Dear Mr. Knightley is a new drama and romance gem in the world of Christian fiction. The debut novel of author Katherine Reay, it tells the story of orphan Samantha Moore in an epistolary format — through all of and her struggles and accomplishments during graduate school in Chicago.
Isn’t that cover just adorable!!
Unlike a typical novel, where the reader is afforded the perspectives of many characters of the story, the story unfolds in Dear Mr. Knightley from the perspective of Samantha – known to those around her as “Sam” — all through letters. These letters are addressed to the mysterious Mr. Knightley, a benefactor whose foundation has funded her graduate studies at the Medill School of Journalism. This format allows the reader to see candid glimpses into Sam’s life, but only through details her character reveals. In this way, she gradually reveals her past and personality through snippets of her history and experiences. The viewpoint of the story is totally unique. I love the way Sam’s character is candid about most things, but reveals details about her past vaguely and slowly.
Sam grew up in and out of the foster system, seeking refuge between families at Grace House, an orphanage for children and young adults still in college. Upon the recommendation of Father John, the administrator of Grace House, Samantha is rewarded a grant from the Dover Foundation to attend graduate school – with one condition. Samantha must write journal-style letters to Mr. Knightley updating him on her progress in school or any other matters she feels compelled to share. Though at first very reluctant, Sam begins to share her heart and her feelings through her one-way communications.
During her time at Medill, Sam meets the famous author Alex Powell. His friendship reveals insights into Sam’s character and introduces her to people who become prominent positive influences in her life. Additionally, Alex has secrets from his past which he is reluctant to share with anyone. These secrets have the potential to harm his friendship with Sam and change the course of her life.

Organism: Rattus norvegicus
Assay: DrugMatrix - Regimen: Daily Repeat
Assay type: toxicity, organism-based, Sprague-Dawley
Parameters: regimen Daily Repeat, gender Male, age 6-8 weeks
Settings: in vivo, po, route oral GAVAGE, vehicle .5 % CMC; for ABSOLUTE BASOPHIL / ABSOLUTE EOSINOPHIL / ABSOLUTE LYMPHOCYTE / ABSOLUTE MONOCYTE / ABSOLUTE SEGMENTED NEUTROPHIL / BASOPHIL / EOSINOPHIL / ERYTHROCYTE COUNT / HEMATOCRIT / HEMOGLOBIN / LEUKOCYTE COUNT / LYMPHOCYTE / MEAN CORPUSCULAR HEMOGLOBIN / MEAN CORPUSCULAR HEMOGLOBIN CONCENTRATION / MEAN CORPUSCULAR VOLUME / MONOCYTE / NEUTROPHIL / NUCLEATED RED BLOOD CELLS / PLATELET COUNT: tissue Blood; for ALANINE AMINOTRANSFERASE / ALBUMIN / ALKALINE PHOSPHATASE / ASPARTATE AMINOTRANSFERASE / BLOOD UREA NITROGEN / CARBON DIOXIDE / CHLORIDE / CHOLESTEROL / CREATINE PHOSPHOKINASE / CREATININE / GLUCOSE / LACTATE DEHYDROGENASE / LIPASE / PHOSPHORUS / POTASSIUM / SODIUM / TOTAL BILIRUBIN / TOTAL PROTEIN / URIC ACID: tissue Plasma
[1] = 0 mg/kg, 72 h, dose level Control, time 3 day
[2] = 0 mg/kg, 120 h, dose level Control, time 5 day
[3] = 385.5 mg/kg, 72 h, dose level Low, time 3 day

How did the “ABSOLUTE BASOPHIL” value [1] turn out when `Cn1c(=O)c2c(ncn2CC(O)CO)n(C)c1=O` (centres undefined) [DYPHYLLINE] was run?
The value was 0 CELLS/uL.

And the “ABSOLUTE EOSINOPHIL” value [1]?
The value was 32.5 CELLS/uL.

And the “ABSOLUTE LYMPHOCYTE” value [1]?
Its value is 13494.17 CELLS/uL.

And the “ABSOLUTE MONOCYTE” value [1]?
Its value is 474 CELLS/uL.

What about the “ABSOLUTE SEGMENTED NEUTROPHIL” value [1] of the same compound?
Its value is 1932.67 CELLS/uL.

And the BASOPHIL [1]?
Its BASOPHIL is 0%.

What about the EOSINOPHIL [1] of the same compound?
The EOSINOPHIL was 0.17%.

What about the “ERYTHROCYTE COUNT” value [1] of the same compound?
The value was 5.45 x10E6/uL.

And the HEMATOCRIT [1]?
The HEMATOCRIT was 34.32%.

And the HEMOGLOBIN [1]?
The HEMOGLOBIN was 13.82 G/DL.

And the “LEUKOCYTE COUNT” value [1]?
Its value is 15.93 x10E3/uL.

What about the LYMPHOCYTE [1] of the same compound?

Reay infuses characters and quotes from classic literature. Jane Austen is the prominent author, but other famous authors such as Charlotte Bronte and Alexandre Dumas are included, too. Books were Sam’s escape from reality growing up. She would get lost in a fictional world and enjoy the happiness and triumphs of the characters. As an adult, Sam has still maintained an invisible wall separating her from intimate relationships or friendships for fear of emotional pain. Book quotes and references pour from her lips at various times; often when she is not sure what to say, or when she wants to withdraw from a conversation. These characters have become a crutch Sam unknowingly depends on.
When a literature reference is made, additional context and explanations are briefly included so that an unfamiliar reader is not left out. I’m familiar with most of the characters – if I’ve not read the book, I’ve probably seen the movie. It was so neat to see how Katherine referred to situations in classic novels which paralleled Sam’s life, too.
Sam’s character is realistically flawed and carries emotional baggage from her past. Her past haunts her, she has clear self-esteem issues, and she is afraid to let people in. After making new friends and acquaintances through her graduate studies, her character grows and new light is shed on her past struggles. A common theme revealed through Sam’s experiences is the importance of love and trust – and that it is okay to be vulnerable. Her character illustrates the human tendency to vacillate between extreme doubt and complete self assurance, while in reality Christ wants to be the steady anchor.
This is most definitely a novel I will put on my “to-be-REread” shelf!
For another great review and interview with Katherine Reay, visit Rissi’s blog post at Dreaming Under the Same Moon.
Note: I received this book free from the publisher through the BookSneeze.com® <http://BookSneeze.com> book review bloggers program. I was not required to write a positive review. The opinions I have expressed are my own.